That change-up comes across in a song like “Muchacho,” which has a very different feel, down to the piano guiding the groove.
We wrote that one about our art director, Brett Kilroe, who passed away from cancer. He had done every video with us, every record cover, every photo shoot. So Caleb wrote that about our friend and it was actually the last song we recorded. I said, “Man, y’all should bring a cocktail drum kit in here.” It didn’t seem like the type of song that really needed a full set of drums for this big sonic boom. It was more delicate and simple and just beautiful.
The title song is pretty subdued, too.
That was another one that was very minimalist. We didn’t really think it needed a whole lot of stuff going on. Caleb’s vocals are definitely the star of that song. Markus wanted the drums to be subtle and light and almost like a heartbeat, as opposed to a drum being hit. So for that song I sat on the ground with the beater and I hit it manually with my hands instead of using my foot on the kick pedal. That’s probably the easiest drumming gig that I’ve had, I would say.
You also worked with a new producer, Markus Dravs, known for his work with Florence and the Machine.
Yeah. Lovely chap. It was the first time we ever made a record where we were pushed almost to the point of breaking. He was very sneaky. We would run through the song and play it three times and he’d be like, “Uh, yeah, you know – let’s run it a few more times. You still don’t have it nailed down.” So we would do it a few more times and he’d be like, “You all still don’t have it nailed down. Let’s go through it a few more times.” So we’d do it three or four more times, and then he’d be like, “Uh, we’re keeping the first one. I was trying to see if I could get you guys to beat it, but obviously we’re not going to.” We’re like, “You little bastard! You made us play that song 10 times and you liked the first one all along?”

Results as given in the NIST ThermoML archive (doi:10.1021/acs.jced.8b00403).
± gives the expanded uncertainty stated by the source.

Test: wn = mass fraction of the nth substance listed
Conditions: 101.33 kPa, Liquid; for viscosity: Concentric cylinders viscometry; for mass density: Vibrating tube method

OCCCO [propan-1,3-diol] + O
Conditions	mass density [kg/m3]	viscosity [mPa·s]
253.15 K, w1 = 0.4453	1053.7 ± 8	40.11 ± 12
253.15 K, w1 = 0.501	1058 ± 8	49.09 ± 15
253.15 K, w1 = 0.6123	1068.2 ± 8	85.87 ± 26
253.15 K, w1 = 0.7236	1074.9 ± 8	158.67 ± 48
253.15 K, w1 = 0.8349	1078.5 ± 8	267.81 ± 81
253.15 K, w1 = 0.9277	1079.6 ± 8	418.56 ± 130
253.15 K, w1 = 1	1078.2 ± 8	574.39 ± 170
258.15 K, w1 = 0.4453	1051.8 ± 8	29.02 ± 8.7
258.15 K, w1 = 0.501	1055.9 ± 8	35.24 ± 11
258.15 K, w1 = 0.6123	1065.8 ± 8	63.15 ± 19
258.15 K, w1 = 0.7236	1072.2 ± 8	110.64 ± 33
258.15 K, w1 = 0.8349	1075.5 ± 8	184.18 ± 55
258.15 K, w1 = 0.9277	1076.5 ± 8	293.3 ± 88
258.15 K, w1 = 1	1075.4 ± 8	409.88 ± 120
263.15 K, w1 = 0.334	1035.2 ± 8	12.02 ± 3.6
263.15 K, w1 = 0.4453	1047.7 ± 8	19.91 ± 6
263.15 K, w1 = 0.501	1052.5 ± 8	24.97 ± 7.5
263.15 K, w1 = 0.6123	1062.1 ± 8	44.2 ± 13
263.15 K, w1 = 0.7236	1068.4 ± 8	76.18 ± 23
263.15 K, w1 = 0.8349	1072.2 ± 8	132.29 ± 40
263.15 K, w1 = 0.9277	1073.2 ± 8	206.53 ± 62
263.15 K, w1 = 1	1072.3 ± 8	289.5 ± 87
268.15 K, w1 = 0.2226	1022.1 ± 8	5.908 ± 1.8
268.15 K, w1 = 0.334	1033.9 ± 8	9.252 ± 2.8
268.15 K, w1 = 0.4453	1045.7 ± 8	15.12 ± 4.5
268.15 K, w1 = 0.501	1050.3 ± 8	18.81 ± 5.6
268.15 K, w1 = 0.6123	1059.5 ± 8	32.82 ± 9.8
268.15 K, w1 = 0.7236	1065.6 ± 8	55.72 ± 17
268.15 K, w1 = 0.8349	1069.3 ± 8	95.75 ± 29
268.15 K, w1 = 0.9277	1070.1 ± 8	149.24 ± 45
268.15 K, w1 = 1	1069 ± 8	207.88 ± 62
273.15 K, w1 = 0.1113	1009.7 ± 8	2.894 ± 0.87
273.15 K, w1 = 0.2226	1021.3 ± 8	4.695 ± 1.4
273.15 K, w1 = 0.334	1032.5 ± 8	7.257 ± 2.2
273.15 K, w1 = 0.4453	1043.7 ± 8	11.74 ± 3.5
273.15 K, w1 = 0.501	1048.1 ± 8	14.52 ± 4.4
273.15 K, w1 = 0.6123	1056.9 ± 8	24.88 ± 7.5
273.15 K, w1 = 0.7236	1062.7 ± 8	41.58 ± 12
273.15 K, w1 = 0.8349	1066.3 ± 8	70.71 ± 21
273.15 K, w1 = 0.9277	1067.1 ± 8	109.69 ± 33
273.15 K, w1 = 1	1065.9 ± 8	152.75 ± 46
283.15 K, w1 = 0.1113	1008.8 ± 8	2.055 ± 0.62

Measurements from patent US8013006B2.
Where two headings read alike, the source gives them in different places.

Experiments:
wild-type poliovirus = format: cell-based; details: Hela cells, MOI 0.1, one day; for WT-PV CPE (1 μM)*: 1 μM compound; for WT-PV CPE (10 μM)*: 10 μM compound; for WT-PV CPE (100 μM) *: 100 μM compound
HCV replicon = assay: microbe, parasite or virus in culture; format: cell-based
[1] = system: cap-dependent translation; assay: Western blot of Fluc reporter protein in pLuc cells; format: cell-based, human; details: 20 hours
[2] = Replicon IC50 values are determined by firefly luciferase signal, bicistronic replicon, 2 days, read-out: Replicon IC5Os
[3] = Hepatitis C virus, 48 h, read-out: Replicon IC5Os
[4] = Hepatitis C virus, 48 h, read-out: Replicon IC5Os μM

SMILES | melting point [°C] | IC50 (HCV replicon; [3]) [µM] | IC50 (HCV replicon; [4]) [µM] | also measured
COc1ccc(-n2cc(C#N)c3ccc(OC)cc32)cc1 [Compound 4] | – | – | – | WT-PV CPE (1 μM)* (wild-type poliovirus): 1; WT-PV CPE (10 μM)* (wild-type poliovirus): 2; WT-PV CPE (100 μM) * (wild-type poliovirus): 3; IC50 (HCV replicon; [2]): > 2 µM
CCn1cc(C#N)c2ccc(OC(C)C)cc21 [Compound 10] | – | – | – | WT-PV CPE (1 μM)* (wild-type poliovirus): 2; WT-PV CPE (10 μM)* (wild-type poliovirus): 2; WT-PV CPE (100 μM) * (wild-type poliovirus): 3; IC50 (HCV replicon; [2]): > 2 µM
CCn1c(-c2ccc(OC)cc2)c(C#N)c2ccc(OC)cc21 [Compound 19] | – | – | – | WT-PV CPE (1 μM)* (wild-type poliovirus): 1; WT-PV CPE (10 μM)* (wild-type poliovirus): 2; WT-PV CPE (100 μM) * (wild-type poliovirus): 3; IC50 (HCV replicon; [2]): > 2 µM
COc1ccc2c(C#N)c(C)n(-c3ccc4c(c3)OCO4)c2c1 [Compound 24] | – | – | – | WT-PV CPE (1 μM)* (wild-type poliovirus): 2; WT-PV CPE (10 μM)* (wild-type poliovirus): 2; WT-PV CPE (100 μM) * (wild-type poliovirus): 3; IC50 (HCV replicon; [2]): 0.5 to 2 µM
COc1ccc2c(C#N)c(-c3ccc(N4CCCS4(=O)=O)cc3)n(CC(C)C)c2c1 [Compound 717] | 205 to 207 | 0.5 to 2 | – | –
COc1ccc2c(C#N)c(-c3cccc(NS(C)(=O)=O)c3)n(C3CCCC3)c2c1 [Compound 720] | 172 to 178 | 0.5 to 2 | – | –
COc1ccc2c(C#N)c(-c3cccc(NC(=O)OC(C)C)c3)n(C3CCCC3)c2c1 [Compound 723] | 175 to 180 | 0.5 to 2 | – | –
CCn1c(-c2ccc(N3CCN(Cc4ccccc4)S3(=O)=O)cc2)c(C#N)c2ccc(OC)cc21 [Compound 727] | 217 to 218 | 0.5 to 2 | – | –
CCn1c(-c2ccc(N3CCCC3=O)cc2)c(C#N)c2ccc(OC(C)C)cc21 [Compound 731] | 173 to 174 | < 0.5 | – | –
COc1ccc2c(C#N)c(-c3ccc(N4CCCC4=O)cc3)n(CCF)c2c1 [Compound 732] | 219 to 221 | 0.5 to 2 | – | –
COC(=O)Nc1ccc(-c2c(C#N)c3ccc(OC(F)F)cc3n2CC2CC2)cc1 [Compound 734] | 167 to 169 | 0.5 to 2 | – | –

But we kept Markus on his toes a little bit. We had moments where there was a disagreement here or there on a guitar part or a solo or something. We had to throw a little Jerry Springer family action in there every now and then. We couldn’t make it too easy for the guy.
You guys have been known for getting physical with each other.
There might have been a couple verbal jabs here or there on this record, but we’re getting too old. I’ve had surgery on both shoulders and I have broken ribs. We’re out of the physical game. Now it’s, “Let’s have a spelling bee. Let’s handle it with our brains.”
The album only has 10 songs, just like the days before CDs.
It seemed like a nice clean number. There’s all kinds of versions of songs nowadays. Now you have the extras and the acoustic version and the version where the member was too drunk and played the wrong part. But after eight or nine songs, your ears are like, “All right, let’s take a short recess.” We’ll see what people think about it.
The band has been known to set off firecrackers in the studio. Same this time with the new producer?
Yeah, but not early on. We were still feeling each other out. But the poppers did make an appearance about a third of the way through the record. We still got to have our fun.
How did Markus deal with it?
He was not a fan at first. But by the end of the record, I believe he placed a popper or two himself. He came around.